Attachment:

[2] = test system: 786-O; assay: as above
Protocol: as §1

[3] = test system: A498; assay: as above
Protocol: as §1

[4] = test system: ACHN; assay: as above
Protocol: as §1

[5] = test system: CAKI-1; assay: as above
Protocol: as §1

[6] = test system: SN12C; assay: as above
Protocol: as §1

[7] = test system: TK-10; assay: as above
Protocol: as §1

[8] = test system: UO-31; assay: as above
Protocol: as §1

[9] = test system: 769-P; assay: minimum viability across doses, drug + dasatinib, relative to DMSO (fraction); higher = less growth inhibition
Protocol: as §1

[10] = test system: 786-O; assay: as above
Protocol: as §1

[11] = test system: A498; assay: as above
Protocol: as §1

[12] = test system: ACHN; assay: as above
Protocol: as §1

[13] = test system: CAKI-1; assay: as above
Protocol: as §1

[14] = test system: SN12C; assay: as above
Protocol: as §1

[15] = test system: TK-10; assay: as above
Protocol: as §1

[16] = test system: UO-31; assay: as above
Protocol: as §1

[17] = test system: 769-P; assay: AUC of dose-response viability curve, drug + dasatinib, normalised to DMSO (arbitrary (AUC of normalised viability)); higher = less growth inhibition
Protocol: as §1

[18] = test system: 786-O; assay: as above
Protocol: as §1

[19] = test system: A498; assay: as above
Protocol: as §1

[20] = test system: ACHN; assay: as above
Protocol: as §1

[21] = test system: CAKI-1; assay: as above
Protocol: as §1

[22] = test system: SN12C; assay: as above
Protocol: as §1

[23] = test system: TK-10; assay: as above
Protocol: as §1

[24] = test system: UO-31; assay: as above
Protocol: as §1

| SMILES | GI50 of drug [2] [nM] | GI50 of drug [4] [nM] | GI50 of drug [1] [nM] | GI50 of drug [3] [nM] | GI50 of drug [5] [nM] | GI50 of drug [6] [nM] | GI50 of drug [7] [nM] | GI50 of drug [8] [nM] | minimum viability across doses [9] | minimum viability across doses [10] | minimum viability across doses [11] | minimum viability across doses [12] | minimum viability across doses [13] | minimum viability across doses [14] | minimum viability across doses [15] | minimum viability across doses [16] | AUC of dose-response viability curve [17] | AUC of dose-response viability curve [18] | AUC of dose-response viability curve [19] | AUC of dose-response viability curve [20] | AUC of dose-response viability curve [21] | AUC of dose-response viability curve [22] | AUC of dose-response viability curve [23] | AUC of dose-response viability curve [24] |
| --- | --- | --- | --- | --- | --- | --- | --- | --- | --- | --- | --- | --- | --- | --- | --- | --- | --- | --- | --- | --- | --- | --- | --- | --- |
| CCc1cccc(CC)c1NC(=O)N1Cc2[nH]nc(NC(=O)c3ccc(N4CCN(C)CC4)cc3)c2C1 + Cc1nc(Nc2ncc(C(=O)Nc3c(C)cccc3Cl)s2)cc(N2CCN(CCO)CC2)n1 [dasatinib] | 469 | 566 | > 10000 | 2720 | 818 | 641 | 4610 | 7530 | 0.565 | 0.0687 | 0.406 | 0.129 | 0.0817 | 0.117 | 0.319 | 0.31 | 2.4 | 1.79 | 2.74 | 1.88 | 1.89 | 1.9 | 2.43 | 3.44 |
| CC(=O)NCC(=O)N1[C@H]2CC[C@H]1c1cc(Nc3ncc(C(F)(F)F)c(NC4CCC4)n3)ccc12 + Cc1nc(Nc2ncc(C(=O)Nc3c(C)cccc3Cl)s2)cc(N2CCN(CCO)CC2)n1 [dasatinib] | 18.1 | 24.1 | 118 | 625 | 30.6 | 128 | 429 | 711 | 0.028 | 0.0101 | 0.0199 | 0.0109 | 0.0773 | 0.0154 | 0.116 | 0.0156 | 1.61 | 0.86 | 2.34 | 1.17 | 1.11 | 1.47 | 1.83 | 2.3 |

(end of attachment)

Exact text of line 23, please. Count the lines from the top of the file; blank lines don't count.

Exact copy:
[13] = test system: CAKI-1; assay: as above